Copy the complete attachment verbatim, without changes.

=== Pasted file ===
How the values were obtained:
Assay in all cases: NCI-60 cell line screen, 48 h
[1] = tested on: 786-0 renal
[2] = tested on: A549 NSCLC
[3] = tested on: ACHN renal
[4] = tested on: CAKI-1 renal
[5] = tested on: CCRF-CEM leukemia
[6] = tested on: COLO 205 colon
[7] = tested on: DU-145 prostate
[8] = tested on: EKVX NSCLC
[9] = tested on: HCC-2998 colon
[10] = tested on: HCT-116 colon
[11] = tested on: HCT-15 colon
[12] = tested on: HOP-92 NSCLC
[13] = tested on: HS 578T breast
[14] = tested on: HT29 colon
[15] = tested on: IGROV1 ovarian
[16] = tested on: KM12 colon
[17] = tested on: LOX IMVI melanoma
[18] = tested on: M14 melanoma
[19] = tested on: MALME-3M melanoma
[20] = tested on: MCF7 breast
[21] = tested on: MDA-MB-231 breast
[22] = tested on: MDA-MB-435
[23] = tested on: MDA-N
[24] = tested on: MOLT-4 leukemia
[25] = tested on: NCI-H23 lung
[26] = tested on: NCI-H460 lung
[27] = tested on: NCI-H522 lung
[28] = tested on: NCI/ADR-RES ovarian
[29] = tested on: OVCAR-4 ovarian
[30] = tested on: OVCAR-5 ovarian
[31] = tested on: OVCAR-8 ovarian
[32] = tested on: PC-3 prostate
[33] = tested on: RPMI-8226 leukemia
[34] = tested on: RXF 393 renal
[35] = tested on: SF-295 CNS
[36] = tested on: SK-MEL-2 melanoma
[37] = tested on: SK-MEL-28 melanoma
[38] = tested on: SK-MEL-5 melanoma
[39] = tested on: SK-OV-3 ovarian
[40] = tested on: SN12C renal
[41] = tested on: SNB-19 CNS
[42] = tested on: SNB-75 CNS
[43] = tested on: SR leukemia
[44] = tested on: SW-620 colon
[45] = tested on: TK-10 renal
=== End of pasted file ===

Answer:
How the values were obtained:
Assay in all cases: NCI-60 cell line screen, 48 h
[1] = tested on: 786-0 renal
[2] = tested on: A549 NSCLC
[3] = tested on: ACHN renal
[4] = tested on: CAKI-1 renal
[5] = tested on: CCRF-CEM leukemia
[6] = tested on: COLO 205 colon
[7] = tested on: DU-145 prostate
[8] = tested on: EKVX NSCLC
[9] = tested on: HCC-2998 colon
[10] = tested on: HCT-116 colon
[11] = tested on: HCT-15 colon
[12] = tested on: HOP-92 NSCLC
[13] = tested on: HS 578T breast
[14] = tested on: HT29 colon
[15] = tested on: IGROV1 ovarian
[16] = tested on: KM12 colon
[17] = tested on: LOX IMVI melanoma
[18] = tested on: M14 melanoma
[19] = tested on: MALME-3M melanoma
[20] = tested on: MCF7 breast
[21] = tested on: MDA-MB-231 breast
[22] = tested on: MDA-MB-435
[23] = tested on: MDA-N
[24] = tested on: MOLT-4 leukemia
[25] = tested on: NCI-H23 lung
[26] = tested on: NCI-H460 lung
[27] = tested on: NCI-H522 lung
[28] = tested on: NCI/ADR-RES ovarian
[29] = tested on: OVCAR-4 ovarian
[30] = tested on: OVCAR-5 ovarian
[31] = tested on: OVCAR-8 ovarian
[32] = tested on: PC-3 prostate
[33] = tested on: RPMI-8226 leukemia
[34] = tested on: RXF 393 renal
[35] = tested on: SF-295 CNS
[36] = tested on: SK-MEL-2 melanoma
[37] = tested on: SK-MEL-28 melanoma
[38] = tested on: SK-MEL-5 melanoma
[39] = tested on: SK-OV-3 ovarian
[40] = tested on: SN12C renal
[41] = tested on: SNB-19 CNS
[42] = tested on: SNB-75 CNS
[43] = tested on: SR leukemia
[44] = tested on: SW-620 colon
[45] = tested on: TK-10 renal